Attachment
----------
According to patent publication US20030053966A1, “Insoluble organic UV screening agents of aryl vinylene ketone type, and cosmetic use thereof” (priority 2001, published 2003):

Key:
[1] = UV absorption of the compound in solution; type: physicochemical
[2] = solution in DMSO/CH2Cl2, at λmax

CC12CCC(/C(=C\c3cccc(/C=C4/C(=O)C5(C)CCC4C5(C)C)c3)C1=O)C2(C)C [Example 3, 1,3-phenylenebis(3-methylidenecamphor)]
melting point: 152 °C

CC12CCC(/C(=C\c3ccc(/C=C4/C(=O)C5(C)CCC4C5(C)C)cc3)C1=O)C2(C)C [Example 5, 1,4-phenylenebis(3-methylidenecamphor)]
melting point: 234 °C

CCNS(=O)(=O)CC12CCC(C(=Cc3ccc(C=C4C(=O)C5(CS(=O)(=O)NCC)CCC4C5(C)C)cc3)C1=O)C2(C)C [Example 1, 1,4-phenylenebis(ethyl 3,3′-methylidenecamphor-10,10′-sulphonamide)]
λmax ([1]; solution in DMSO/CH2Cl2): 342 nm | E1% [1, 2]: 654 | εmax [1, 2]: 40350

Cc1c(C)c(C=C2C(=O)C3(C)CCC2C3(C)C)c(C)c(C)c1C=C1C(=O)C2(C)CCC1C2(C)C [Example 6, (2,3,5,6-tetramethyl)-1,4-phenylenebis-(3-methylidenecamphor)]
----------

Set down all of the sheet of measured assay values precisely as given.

According to patent publication US20030053966A1, “Insoluble organic UV screening agents of aryl vinylene ketone type, and cosmetic use thereof” (priority 2001, published 2003):

Key:
[1] = UV absorption of the compound in solution; type: physicochemical
[2] = solution in DMSO/CH2Cl2, at λmax

CC12CCC(/C(=C\c3cccc(/C=C4/C(=O)C5(C)CCC4C5(C)C)c3)C1=O)C2(C)C [Example 3, 1,3-phenylenebis(3-methylidenecamphor)]
melting point: 152 °C

CC12CCC(/C(=C\c3ccc(/C=C4/C(=O)C5(C)CCC4C5(C)C)cc3)C1=O)C2(C)C [Example 5, 1,4-phenylenebis(3-methylidenecamphor)]
melting point: 234 °C

CCNS(=O)(=O)CC12CCC(C(=Cc3ccc(C=C4C(=O)C5(CS(=O)(=O)NCC)CCC4C5(C)C)cc3)C1=O)C2(C)C [Example 1, 1,4-phenylenebis(ethyl 3,3′-methylidenecamphor-10,10′-sulphonamide)]
λmax ([1]; solution in DMSO/CH2Cl2): 342 nm | E1% [1, 2]: 654 | εmax [1, 2]: 40350

Cc1c(C)c(C=C2C(=O)C3(C)CCC2C3(C)C)c(C)c(C)c1C=C1C(=O)C2(C)CCC1C2(C)C [Example 6, (2,3,5,6-tetramethyl)-1,4-phenylenebis-(3-methylidenecamphor)]